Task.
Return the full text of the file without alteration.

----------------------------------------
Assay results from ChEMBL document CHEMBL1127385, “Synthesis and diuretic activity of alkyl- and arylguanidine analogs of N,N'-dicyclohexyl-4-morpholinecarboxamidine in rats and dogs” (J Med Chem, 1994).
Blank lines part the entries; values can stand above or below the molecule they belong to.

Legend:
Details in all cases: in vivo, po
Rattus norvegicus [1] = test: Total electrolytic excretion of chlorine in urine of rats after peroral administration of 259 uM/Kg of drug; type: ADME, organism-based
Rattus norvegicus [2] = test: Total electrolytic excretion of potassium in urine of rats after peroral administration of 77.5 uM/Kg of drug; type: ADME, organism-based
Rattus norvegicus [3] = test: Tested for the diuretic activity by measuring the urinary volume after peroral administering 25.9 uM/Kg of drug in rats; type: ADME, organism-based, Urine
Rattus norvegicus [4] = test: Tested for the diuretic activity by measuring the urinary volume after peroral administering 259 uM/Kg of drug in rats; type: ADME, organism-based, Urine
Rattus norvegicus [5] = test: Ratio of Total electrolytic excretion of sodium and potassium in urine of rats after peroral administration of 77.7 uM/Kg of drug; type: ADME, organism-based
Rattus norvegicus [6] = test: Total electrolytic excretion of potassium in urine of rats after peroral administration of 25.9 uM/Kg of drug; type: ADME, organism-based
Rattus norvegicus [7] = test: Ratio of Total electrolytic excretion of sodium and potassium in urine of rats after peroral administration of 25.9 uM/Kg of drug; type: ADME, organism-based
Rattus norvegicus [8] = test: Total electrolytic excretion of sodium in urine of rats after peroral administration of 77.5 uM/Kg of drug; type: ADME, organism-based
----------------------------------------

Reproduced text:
Assay results from ChEMBL document CHEMBL1127385, “Synthesis and diuretic activity of alkyl- and arylguanidine analogs of N,N'-dicyclohexyl-4-morpholinecarboxamidine in rats and dogs” (J Med Chem, 1994).
Blank lines part the entries; values can stand above or below the molecule they belong to.

Legend:
Details in all cases: in vivo, po
Rattus norvegicus [1] = test: Total electrolytic excretion of chlorine in urine of rats after peroral administration of 259 uM/Kg of drug; type: ADME, organism-based
Rattus norvegicus [2] = test: Total electrolytic excretion of potassium in urine of rats after peroral administration of 77.5 uM/Kg of drug; type: ADME, organism-based
Rattus norvegicus [3] = test: Tested for the diuretic activity by measuring the urinary volume after peroral administering 25.9 uM/Kg of drug in rats; type: ADME, organism-based, Urine
Rattus norvegicus [4] = test: Tested for the diuretic activity by measuring the urinary volume after peroral administering 259 uM/Kg of drug in rats; type: ADME, organism-based, Urine
Rattus norvegicus [5] = test: Ratio of Total electrolytic excretion of sodium and potassium in urine of rats after peroral administration of 77.7 uM/Kg of drug; type: ADME, organism-based
Rattus norvegicus [6] = test: Total electrolytic excretion of potassium in urine of rats after peroral administration of 25.9 uM/Kg of drug; type: ADME, organism-based
Rattus norvegicus [7] = test: Ratio of Total electrolytic excretion of sodium and potassium in urine of rats after peroral administration of 25.9 uM/Kg of drug; type: ADME, organism-based
Rattus norvegicus [8] = test: Total electrolytic excretion of sodium in urine of rats after peroral administration of 77.5 uM/Kg of drug; type: ADME, organism-based